'Section 2. The President shall be Commander in Chief of the Army and Navy of the United States, and of the Militia of the several States, when called into the actual Service of the United States; he may require the Opinion, in writing, of the principal Officer in each of the executive Departments, upon any subject relating to the Duties of their respective Officers, and he shall have Power to grant Reprieves and Pardons for Offenses against the United States, except in Cases of Impeachment.

'He shall have Power, by and with the Advice and Consent of the Senate, to make Treaties, provided two thirds of the Senators present concur; and he shall nominate, and by and with the Advice and Consent of the Senate, shall appoint Ambassadors, other public Ministers and Consuls, Judges of the Supreme Court, and all other Officers of the United States, whose Appointments are not herein otherwise provided for, and which shall be estab-

Page 109

lished by Law; but the Congress may by Law vest the Appointment of such inferior Officers, as they think proper, in the President alone, in the Courts of Law, or in the Heads of Departments.

'The President shall have Power to fill up all Vacancies that may happen during the Recess of the Senate, by granting Commissions which shall expire at the End of their next Session.

'Section 3. He shall from time to time give to the Congress information of the State of the Union, and recommend to their consideration such measures as he shall judge necessary and expedient; he may, on extraordinary occasions, convene both Houses, or either of them, and in case of disagreement between them, with respect to the time of adjournment, he may adjourn them to such time as he shall think proper; he shall receive Ambassadors and other public Ministers; he shall take Care that the Laws be faithfully executed, and shall Commission all the Officers of the United States.

'Section 4. The President, Vice President and all civil Officers of the United States, shall be removed from Office on Impeachment for, and Conviction of, Treason, Bribery, or other high Crimes and Misdemeanors.'

Section 1 of article 3 provides:

'The judicial power of the United States shall be vested in one Supreme Court, and in such inferior courts as the Congress may from time to time ordain and establish. The judges, both of the Supreme and inferior Courts, shall hold their offices during good behavior. * * *'

The question where the power of removal of executive officers appointed by the President by and with the advice and consent of the Senate was vested, was presented early in the first session of the First Congress. There is no express provision respecting removals in the Constitution, except as section 4 of article 2, above quoted, provides for removal from office by impeachment. The subject

Page 110

was not discussed in the Constitutional Convention. Under the Articles of Confederation, Congress was given the power of appointing certain executive officers of the Confederation, and during the Revolution and while the articles were given effect, Congress exercised the power of removal. May, 1776, 4 Journals of the Continental Congress, Library of Congress Ed., 361; August 1, 1777, 8 Journals, 596; January 7, 1779, 13 Journals, 32-33; June, 1779, 14 Journals, 542, 712, 714; November 23, 1780, 18 Journals, 1085; December 1, 1780, 18 Journals, 1115.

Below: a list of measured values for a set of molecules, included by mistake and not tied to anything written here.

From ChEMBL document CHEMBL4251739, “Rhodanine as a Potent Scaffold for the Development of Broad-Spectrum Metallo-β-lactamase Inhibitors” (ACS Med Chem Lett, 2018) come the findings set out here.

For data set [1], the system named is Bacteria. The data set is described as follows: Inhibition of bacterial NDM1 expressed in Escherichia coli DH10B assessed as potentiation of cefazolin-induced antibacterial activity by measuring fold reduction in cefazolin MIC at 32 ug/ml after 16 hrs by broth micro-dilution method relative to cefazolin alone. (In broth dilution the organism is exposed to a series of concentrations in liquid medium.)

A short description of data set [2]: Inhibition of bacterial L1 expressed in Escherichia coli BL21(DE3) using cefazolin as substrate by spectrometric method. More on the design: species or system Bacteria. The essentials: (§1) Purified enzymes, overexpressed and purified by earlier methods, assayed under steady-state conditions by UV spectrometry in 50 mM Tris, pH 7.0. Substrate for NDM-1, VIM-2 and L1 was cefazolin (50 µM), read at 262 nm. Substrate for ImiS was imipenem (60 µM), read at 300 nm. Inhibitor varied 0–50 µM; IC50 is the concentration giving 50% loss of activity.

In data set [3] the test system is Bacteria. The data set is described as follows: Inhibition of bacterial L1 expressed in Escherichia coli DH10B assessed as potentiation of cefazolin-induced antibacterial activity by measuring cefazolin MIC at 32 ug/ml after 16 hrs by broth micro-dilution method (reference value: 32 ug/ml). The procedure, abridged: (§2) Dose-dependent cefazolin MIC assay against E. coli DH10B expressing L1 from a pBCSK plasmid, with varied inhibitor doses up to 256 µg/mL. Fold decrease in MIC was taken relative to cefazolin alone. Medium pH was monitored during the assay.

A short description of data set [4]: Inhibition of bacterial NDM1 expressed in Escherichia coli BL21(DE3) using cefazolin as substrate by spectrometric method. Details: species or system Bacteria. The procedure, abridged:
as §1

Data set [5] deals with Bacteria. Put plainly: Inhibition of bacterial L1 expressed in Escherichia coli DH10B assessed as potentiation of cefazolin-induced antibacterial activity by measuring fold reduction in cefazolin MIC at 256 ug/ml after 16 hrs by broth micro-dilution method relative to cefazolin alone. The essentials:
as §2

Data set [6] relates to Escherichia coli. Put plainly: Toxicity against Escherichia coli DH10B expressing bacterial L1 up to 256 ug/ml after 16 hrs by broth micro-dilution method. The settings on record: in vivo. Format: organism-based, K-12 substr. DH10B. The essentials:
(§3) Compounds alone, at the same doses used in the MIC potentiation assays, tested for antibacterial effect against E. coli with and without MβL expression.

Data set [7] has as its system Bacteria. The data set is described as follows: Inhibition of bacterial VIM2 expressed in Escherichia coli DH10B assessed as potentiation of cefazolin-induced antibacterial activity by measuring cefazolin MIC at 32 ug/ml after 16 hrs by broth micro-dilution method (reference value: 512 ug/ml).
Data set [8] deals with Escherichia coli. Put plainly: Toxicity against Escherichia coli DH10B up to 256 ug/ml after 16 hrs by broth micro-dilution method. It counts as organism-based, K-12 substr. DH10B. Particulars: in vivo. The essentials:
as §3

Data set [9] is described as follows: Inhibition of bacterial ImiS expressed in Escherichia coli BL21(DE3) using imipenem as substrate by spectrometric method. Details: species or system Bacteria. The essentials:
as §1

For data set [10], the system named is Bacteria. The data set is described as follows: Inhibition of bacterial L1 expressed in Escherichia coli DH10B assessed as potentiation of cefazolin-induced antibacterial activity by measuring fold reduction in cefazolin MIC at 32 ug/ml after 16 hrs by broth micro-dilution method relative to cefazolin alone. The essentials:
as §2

Consideration of the executive power was initiated in the Constitutional Convention by the seventh resolution in the Virginia Plan introduced by Edmund Randolph. 1 Farrand. Records of the Federal Convention, 21. It gave to the executive 'all the executive powers of the Congress under the Confederation,' which would seem therefore to have intended to include the power of removal which had been exercised by that body as incident to the power of appointment. As modified by the committee of the whole this resolution declared for a national executive of one person to be elected by the Legislature, with power to carry into execution the national laws and to appoint to offices in cases not otherwise provided for. It was referred to the committee on detail (1 Farrand, 230), which recommended that the executive power should be vested in a single person to be styled the President of the United States, that he should take care that the laws of the United States be duly and faithfully executed, and that he should commission all the officers of the United States and appoint officers in all cases not otherwise provided by the Constitution (2 Farrand, 185). The committee further recommended that the Senate be given power to make treaties, and to appoint ambassadors and judges of the Supreme Court.

After the great compromises of the convention-the one giving the states equality of representation in the

Page 111

Senate, and the other placing the election of the President, not in Congress, as once voted, but in an electoral college, in which the influence...

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622 practice notes
  • U.S. v. City of Philadelphia, No. 80-1348
    • United States
    • United States Courts of Appeals. United States Court of Appeals (3rd Circuit)
    • February 19, 1981